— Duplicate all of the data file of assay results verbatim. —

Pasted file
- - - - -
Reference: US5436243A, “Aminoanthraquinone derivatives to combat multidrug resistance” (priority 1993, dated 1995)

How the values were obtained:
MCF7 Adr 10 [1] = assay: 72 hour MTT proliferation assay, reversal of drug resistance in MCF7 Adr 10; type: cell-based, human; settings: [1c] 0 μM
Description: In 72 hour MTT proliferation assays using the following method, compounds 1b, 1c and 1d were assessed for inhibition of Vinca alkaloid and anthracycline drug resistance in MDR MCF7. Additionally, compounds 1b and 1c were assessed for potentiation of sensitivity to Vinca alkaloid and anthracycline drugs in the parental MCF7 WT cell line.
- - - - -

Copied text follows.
Reference: US5436243A, “Aminoanthraquinone derivatives to combat multidrug resistance” (priority 1993, dated 1995)

How the values were obtained:
MCF7 Adr 10 [1] = assay: 72 hour MTT proliferation assay, reversal of drug resistance in MCF7 Adr 10; type: cell-based, human; settings: [1c] 0 μM
Description: In 72 hour MTT proliferation assays using the following method, compounds 1b, 1c and 1d were assessed for inhibition of Vinca alkaloid and anthracycline drug resistance in MDR MCF7. Additionally, compounds 1b and 1c were assessed for potentiation of sensitivity to Vinca alkaloid and anthracycline drugs in the parental MCF7 WT cell line.